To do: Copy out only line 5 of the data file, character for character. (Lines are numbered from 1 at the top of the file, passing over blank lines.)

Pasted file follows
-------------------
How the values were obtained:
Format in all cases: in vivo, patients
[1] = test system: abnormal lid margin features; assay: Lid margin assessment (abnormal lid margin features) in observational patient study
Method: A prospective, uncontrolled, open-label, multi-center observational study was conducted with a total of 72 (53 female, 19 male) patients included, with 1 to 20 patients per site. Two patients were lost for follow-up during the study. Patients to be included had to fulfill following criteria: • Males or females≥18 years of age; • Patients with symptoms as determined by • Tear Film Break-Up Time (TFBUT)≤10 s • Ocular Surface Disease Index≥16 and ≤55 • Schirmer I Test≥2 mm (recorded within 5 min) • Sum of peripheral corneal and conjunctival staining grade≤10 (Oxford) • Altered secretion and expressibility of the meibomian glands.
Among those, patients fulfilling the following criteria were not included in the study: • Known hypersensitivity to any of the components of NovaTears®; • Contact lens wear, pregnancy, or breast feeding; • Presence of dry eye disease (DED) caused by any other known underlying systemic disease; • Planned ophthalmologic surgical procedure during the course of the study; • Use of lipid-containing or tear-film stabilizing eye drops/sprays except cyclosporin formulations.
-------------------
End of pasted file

Among those, patients fulfilling the following criteria were not included in the study: • Known hypersensitivity to any of the components of NovaTears®; • Contact lens wear, pregnancy, or breast feeding; • Presence of dry eye disease (DED) caused by any other known underlying systemic disease; • Planned ophthalmologic surgical procedure during the course of the study; • Use of lipid-containing or tear-film stabilizing eye drops/sprays except cyclosporin formulations.